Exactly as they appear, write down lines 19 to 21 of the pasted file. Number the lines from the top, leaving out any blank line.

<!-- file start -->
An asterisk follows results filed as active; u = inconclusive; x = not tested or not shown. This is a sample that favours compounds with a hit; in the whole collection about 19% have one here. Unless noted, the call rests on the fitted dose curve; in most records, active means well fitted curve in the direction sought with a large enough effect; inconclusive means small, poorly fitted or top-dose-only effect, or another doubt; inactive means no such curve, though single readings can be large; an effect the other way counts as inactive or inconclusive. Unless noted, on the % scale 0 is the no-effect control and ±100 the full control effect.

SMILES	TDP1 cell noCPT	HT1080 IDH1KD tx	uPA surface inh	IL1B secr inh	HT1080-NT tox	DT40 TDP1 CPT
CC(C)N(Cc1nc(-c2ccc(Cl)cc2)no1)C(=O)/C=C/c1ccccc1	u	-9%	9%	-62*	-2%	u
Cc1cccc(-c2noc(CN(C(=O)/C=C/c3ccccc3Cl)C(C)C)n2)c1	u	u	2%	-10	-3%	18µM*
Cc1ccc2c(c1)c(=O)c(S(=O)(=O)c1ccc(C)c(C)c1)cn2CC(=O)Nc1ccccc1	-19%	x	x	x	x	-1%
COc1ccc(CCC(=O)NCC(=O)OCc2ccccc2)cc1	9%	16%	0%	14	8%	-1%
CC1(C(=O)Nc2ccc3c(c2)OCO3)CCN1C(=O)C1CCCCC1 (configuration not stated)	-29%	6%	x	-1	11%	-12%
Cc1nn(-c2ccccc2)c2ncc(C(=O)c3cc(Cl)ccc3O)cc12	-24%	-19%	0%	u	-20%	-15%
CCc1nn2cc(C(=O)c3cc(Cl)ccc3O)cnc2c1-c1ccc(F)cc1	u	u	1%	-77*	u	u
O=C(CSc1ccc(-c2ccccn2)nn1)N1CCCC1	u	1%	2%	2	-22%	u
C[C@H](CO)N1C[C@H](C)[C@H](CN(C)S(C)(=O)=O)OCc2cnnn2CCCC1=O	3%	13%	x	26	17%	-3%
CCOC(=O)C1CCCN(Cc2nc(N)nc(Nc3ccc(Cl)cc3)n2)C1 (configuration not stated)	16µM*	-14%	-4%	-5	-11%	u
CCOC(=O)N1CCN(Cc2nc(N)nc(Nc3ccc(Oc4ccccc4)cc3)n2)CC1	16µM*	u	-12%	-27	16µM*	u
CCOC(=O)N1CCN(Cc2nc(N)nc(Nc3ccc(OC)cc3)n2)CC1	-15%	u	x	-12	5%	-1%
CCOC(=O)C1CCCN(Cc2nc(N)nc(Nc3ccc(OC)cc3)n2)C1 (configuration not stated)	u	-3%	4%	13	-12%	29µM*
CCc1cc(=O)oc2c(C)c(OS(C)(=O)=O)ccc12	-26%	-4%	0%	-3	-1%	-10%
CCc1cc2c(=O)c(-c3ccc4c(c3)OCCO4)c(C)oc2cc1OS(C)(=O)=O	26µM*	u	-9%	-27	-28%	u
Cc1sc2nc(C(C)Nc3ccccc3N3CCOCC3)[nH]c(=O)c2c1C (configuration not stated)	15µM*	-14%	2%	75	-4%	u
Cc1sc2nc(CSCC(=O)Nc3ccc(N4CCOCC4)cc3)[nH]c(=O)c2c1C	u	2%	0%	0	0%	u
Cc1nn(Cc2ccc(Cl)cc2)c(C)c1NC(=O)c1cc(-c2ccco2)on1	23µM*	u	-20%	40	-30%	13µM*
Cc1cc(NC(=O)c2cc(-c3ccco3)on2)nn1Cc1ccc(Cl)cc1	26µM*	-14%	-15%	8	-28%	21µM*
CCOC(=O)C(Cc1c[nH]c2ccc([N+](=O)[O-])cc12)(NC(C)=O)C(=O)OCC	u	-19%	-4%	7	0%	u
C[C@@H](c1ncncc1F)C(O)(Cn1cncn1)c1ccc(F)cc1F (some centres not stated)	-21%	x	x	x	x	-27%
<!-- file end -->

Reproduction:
Cc1sc2nc(CSCC(=O)Nc3ccc(N4CCOCC4)cc3)[nH]c(=O)c2c1C	u	2%	0%	0	0%	u
Cc1nn(Cc2ccc(Cl)cc2)c(C)c1NC(=O)c1cc(-c2ccco2)on1	23µM*	u	-20%	40	-30%	13µM*
Cc1cc(NC(=O)c2cc(-c3ccco3)on2)nn1Cc1ccc(Cl)cc1	26µM*	-14%	-15%	8	-28%	21µM*